For Max & Mina’s co-owner Bruce Becker, his Kew Gardens Hills ice cream shop is meant to be a stop along the less traveled path.
From the beer- and champagne-flavored ice cream to the colorful memorabilia plastering the walls and ceiling, including old photos of Queens and psychedelic Grateful Dead posters, Becker hopes his store gives customers a chance to branch out, even if it is for just five minutes while licking a scoop of halvah ice cream.
“Life is all about trying new things,” Becker said. “You come in here, and there’s corn on the cob ice cream, there’s Merlot ice cream. Don’t be afraid to try, with foods or in life.”
Since Bruce Becker, 42, and his brother, Mark Becker, opened Max & Mina’s at 71-26 Main St. in Kew Gardens Hills in 1998, they have created more than 4,000 kosher flavors, many of which they sell to restaurants, including London Lennie’s in Rego Park, and across the city. They have accumulated a devoted following of celebrities, neighborhood residents and students from nearby Queens College and St. John’s University.
Pictures of the brothers with people like Diane Sawyer, Betsey Johnson, Al Roker and Ellen Barkin line the walls. The store seems perpetually swamped by residents from the large Orthodox Jewish neighborhood while Queens College students recently came to Max & Mina’s to see if they would be able to withstand eating the shop’s spicy peanut butter flavor for an hour with no water.
Recently the shop, which is named for the Beckers’ grandparents and has been featured on the Travel Channel, was the answer to a question on “Hollywood Squares,” and landed a spot in Reader’s Digest’s upcoming Best of America issue for its “breakfast bash” ice cream flavor that combines maple walnut ice cream, pancake and French toast pieces and confectioners’ sugar.
The Beckers routinely create flavors for events around the city and recently worked with officials from the New York Food Film Festival to make an ice cream — chocolate chip pancake — that will be offered at the festival.
George Motz, the film festival’s director, calls Bruce Becker the Picasso of ice cream in a film on Max & Mina’s that will debut June 25 at 9 p.m. at the Water Taxi in Long Island City.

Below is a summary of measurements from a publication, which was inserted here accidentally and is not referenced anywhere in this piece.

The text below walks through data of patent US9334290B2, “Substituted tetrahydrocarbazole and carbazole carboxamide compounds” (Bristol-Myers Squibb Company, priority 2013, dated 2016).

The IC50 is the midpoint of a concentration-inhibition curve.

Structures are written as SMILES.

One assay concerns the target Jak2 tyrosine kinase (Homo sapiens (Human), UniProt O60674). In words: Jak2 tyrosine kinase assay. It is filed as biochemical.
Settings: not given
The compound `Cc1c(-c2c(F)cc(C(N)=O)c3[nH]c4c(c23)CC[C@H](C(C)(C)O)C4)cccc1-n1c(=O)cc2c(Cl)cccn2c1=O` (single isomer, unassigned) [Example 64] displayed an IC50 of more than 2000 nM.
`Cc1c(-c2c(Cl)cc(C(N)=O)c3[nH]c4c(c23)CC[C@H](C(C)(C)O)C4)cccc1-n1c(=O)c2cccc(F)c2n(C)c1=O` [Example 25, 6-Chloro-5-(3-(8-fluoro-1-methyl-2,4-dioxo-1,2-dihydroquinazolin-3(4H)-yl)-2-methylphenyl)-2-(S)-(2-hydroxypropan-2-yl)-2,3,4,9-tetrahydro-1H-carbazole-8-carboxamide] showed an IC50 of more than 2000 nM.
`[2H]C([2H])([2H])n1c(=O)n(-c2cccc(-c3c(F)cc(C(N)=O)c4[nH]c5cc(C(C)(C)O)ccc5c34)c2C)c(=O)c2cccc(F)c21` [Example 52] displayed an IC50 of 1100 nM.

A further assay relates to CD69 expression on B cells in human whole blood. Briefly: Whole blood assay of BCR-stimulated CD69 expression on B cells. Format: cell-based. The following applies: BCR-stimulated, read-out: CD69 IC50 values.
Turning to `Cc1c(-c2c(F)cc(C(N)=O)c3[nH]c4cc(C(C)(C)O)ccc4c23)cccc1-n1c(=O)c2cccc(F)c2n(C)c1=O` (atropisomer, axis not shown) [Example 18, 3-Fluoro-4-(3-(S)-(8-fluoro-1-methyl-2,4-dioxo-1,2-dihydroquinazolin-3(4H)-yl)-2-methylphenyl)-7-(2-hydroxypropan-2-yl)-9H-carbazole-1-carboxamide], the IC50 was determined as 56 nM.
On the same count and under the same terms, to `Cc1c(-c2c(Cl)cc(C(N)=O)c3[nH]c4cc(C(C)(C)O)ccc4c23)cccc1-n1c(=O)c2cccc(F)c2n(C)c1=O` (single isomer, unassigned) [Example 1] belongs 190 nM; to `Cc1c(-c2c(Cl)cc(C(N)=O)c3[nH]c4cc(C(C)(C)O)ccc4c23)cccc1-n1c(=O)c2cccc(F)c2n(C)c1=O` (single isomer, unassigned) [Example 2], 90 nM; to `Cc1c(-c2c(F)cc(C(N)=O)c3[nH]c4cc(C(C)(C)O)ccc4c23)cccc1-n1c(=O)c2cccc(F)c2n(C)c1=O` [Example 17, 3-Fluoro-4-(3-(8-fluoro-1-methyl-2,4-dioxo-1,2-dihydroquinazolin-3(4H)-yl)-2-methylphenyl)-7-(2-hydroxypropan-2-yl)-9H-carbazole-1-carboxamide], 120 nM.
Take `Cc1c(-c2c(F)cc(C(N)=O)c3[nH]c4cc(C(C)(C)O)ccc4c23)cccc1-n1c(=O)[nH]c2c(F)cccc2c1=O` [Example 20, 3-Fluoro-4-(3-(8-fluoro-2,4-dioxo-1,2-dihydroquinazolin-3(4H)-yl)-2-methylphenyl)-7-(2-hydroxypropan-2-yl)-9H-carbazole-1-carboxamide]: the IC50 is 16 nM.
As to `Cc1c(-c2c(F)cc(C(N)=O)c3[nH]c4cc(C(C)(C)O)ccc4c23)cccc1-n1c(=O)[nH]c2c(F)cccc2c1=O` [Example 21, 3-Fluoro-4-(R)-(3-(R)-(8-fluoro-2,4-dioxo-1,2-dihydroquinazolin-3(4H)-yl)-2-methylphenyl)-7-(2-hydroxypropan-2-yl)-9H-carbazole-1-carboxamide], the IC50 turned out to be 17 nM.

For many of the unusual flavors, the Beckers will physically add the various ingredients to the ice cream. For example, when Motz’s daughter wanted ice cream with Ring Dings in it, the brothers mixed the pastries into the ice cream.
“It’s exciting being able to create all these different flavors,” Bruce Becker said. “It’s wide-open what will happen next.”
The Beckers, who were raised in Nassau County, had grown up hearing about making ice cream from their grandfather, Max Becker, a chemist whose diploma from Columbia University hangs on the shop’s wall and who made ice cream as his hobby. Mina, Max’s wife, was an “expert ice cream taster” for her husband, and the pair’s grandsons said they always knew they would eventually want to professionally offer what their grandparents had done for fun.
As for their future, Bruce Becker said he believes customers will continue to come to remind themselves that there is always something a little more different than vanilla.
“There are no guarantees in life,” he said. “What I will guarantee is this will take you down a road you’ve never been before. And you want that. To have the same thing over and over, that’s not how to live.”
Reach reporter Anna Gustafson by e-mail at agustafson
©2010 Community News Group
By submitting this comment, you agree to the following terms:
You agree that you, and not TimesLedger.com or its affiliates, are fully responsible for the content that you post. You agree not to post any abusive, obscene, vulgar, slanderous, hateful, threatening or sexually-oriented material or any material that may violate applicable law; doing so may lead to the removal of your post and to your being permanently banned from posting to the site. You grant to TimesLedger.com the royalty-free, irrevocable, perpetual and fully sublicensable license to use, reproduce, modify, adapt, publish, translate, create derivative works from, distribute, perform and display such content in whole or in part world-wide and to incorporate it in other works in any form, media or technology now known or later developed.